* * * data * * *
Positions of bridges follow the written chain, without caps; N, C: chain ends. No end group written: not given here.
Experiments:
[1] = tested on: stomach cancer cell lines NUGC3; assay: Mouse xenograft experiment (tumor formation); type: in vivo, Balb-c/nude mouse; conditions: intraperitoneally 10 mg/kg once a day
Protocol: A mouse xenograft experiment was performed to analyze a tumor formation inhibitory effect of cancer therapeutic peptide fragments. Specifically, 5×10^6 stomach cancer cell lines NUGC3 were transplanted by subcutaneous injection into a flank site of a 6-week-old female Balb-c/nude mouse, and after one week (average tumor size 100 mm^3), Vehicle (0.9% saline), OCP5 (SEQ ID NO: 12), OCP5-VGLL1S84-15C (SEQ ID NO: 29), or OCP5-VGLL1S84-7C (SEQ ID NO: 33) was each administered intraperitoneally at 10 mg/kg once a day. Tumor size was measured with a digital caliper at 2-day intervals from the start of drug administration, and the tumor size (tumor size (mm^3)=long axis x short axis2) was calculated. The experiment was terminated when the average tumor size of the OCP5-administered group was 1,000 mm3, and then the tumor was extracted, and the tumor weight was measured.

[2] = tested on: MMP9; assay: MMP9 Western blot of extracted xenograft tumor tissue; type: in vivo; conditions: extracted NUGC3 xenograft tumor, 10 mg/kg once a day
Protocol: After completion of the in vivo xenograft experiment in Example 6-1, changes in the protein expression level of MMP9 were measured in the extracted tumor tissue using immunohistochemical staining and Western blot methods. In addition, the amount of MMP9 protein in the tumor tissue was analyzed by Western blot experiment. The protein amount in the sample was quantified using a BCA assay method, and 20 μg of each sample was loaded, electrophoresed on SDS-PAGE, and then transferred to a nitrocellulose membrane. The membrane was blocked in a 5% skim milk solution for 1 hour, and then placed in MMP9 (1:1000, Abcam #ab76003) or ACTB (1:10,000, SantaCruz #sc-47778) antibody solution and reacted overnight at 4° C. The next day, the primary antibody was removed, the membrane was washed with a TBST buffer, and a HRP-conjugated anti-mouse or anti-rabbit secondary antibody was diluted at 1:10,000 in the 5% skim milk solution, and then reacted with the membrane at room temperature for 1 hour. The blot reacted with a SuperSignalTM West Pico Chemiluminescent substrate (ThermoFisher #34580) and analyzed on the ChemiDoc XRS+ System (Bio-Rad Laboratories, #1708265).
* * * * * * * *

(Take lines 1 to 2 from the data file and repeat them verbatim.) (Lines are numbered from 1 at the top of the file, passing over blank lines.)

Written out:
Positions of bridges follow the written chain, without caps; N, C: chain ends. No end group written: not given here.
Experiments: